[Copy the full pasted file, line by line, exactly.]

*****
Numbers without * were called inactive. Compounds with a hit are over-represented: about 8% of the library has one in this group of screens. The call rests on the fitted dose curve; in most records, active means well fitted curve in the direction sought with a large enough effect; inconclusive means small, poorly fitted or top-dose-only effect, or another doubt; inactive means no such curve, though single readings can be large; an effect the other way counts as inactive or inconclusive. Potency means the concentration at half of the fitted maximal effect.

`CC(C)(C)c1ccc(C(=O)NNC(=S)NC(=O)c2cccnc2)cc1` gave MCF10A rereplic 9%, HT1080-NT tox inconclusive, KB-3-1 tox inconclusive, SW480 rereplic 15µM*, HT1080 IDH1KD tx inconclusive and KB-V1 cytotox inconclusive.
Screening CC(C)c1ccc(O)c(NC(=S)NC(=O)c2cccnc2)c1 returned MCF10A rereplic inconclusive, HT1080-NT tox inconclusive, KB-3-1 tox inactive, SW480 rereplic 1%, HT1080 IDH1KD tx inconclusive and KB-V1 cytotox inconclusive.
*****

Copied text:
Numbers without * were called inactive. Compounds with a hit are over-represented: about 8% of the library has one in this group of screens. The call rests on the fitted dose curve; in most records, active means well fitted curve in the direction sought with a large enough effect; inconclusive means small, poorly fitted or top-dose-only effect, or another doubt; inactive means no such curve, though single readings can be large; an effect the other way counts as inactive or inconclusive. Potency means the concentration at half of the fitted maximal effect.

`CC(C)(C)c1ccc(C(=O)NNC(=S)NC(=O)c2cccnc2)cc1` gave MCF10A rereplic 9%, HT1080-NT tox inconclusive, KB-3-1 tox inconclusive, SW480 rereplic 15µM*, HT1080 IDH1KD tx inconclusive and KB-V1 cytotox inconclusive.
Screening CC(C)c1ccc(O)c(NC(=S)NC(=O)c2cccnc2)c1 returned MCF10A rereplic inconclusive, HT1080-NT tox inconclusive, KB-3-1 tox inactive, SW480 rereplic 1%, HT1080 IDH1KD tx inconclusive and KB-V1 cytotox inconclusive.